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U.S. Department of Health and Human Services

Animal & Veterinary

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FDA Permits Extralabel Drug Use Under Certain Conditions

FDA Veterinarian Newsletter 2006 Volume XXI, No III

Veterinarians have the right to prescribe the “extralabel” use of drugs beyond the approvals indicated on the label, under a rule that went into effect about 10 years ago, but the Food and Drug Administration (FDA) places limits the extralabel use of drugs to protect public health.

The final rule about extralabel use of veterinary drugs, which went into effect in December 1996, was authorized by the Animal Medicinal Drug Use Clarification Act (AMDUCA) of 1994. Prior to AMDUCA, veterinarians were not legally permitted to use an animal drug in any way except as indicated on the label.

A drug is used extralabelly in an animal if the drug’s actual or intended use is in a manner not in accordance with the approved labeling. For instance, a drug is being used extralabelly if it is used or intended to be used:

  • To treat a species not listed on the label;
  • For an indication, disease or other condition, not on the label;
  • At a dosage level or frequency not on the label; or
  • With a route of administration not on the label.

The extralabel use rule allows veterinarians to legally go beyond label directions in using animal drugs, and permits them to use legally obtained human drugs in animals. However, the rule does not permit extralabel use of a drug in or on animal feed. Further, drugs cannot legally be used extra-labelly except by, or on the order of, a veterinarian.

In addition, the prescribing veterinarian must be operating within a valid veterinarian-client-patient relationship, which means that the veterinarian must have firsthand knowledge of the animal being treated and will advise the owner on steps necessary, in the case of a food animal, to ensure a sufficient withdrawal period (the period after the last time the drug is administered and before any meat, milk, eggs, or other food product is marketed from the treated animal) for the drug.

Veterinarians are limited in using drugs extralabelly to cases in which the health of the animal is threatened, or suffering or death may result from a lack of treatment. Veterinarians cannot legally use drugs extralabelly to enhance production.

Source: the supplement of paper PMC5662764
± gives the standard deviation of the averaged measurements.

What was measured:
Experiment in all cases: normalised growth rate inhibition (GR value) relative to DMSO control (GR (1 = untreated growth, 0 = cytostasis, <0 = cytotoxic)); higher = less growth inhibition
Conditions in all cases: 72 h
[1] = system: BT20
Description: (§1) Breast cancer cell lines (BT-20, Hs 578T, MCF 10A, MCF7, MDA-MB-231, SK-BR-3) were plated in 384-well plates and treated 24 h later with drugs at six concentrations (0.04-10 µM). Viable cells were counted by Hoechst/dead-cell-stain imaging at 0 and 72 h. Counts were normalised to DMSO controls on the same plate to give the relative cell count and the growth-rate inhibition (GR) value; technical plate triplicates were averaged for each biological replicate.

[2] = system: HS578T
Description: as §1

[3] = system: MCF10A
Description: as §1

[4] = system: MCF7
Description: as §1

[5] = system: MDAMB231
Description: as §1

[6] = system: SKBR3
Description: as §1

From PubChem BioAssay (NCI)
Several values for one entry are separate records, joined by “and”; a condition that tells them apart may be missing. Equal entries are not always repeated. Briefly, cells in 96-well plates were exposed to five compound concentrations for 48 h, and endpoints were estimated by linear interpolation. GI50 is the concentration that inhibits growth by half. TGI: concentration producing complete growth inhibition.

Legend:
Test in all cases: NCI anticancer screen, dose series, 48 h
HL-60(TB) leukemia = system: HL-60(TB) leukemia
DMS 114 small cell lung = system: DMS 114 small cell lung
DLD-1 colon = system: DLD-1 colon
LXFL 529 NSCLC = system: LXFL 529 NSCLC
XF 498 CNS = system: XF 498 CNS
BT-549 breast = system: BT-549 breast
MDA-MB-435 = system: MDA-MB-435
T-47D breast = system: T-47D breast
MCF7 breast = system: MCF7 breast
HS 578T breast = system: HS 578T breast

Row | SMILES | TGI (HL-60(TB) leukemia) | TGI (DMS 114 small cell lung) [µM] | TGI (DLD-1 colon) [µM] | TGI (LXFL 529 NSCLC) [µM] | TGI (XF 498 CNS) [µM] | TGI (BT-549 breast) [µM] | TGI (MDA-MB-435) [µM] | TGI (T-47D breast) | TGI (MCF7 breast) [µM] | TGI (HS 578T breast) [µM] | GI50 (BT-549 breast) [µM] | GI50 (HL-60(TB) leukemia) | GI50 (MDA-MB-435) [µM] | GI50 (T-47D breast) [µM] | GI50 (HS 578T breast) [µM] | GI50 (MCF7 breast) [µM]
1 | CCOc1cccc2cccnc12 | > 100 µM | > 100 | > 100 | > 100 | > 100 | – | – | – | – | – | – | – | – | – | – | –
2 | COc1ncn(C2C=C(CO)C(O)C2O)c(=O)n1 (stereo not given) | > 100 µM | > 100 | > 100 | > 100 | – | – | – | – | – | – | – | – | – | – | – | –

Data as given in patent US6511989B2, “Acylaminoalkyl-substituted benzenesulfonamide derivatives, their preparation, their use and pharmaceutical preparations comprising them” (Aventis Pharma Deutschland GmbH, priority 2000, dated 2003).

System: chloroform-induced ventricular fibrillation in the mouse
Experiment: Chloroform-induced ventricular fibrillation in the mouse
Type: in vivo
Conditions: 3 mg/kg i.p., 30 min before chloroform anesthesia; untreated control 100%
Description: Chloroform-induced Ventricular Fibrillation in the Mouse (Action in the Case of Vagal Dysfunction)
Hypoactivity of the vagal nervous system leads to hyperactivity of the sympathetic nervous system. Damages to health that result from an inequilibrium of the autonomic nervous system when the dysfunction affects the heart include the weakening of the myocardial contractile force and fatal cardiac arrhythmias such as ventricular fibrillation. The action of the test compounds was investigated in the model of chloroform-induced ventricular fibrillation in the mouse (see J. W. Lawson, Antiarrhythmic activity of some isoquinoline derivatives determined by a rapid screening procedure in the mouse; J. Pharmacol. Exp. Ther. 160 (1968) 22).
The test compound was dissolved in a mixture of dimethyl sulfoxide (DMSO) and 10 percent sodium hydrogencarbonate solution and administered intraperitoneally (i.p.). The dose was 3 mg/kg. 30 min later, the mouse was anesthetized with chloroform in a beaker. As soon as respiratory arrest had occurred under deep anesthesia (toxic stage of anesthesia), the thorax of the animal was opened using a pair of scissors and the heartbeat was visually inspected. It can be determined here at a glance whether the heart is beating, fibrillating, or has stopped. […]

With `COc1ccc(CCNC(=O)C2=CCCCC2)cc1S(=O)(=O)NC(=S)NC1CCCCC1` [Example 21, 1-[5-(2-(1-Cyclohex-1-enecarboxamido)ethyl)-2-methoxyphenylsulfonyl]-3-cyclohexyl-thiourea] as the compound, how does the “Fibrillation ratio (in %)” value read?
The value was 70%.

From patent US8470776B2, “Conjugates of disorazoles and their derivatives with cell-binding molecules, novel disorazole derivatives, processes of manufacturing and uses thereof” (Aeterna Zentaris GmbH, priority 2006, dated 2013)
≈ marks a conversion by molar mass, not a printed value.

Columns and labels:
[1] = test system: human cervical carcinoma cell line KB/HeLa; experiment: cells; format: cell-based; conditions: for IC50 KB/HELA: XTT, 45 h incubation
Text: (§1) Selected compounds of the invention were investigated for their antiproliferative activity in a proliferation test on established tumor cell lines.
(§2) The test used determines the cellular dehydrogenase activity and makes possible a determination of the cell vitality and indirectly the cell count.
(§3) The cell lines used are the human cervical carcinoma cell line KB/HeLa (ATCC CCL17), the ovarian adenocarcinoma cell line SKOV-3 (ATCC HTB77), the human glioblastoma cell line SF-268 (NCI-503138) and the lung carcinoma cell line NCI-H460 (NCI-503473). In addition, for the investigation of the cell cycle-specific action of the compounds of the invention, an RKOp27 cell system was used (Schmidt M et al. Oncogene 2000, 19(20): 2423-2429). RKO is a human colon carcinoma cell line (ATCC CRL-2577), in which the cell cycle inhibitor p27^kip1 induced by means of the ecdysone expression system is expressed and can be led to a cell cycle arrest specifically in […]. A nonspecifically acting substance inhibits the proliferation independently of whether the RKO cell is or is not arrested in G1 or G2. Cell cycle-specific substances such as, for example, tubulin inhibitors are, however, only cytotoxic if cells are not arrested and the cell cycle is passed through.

Also, veterinarians can consider using drugs extralabelly in food-producing animals only when no approved drug is available for use that contains the same active ingredient in the required dosage form and concentration, or that the veterinarian finds that the approved drugs are not clinically effective for their intended use.

In addition, the veterinarian must:

  • Make a careful diagnosis or evaluation of the conditions to be treated;
  • Establish a substantially extended drug withdrawal period that is supported by scientific evidence;
  • Take the steps necessary to be sure the withdrawal period is met and no illegal drug residues occur in food from the treated animals; and
  • Institute procedures to make sure the treated animal’s identity is known.

The regulation also places requirements on the veterinarian to properly label the drugs used extralabelly to give the livestock owner complete instructions about proper use of the drug and withdrawal times, and to identify the veterinarian who prescribed the drug.

Under no circumstances can a non-veterinarian order the extralabel use of a drug in animals.

Prohibited from extralabel use

AMDUCA also gives FDA the right to prohibit the use of certain drugs from extralabel use.

FDA can prohibit extralabel use of drugs if no acceptable analytical method for determining tissue residues has been established, or the use of the drug or class of drugs presents a risk to public health.

The prohibition can be against all uses of a drug, or against the use in limited species, or for certain indications, dosages, forms, routes of administration, or a combination of factors.

The list currently includes:

  • Chloramphenicol
  • Clenbuterol
  • Diethylstilbestrol
  • Dimetridazole
  • Furazolidone, nitrofurazone, other nitrofurans
  • Fluoroquinolones
  • Glycopeptide
  • Ipronidazole
  • Other nitroimidazoles
  • Phenylbutazone animal and human drugs in female dairy cattle 20 months of age or older
  • Sulfonamide drugs in lactating dairy cattle (except approved use of sulfadimethozine, sulfabromomethazine, and sulfaethoxpyridazine

These drugs, or classes of drugs, are prohibited from use in chickens, turkeys, and ducks:

  • Adamantanes
  • Neuraminidase inhibitors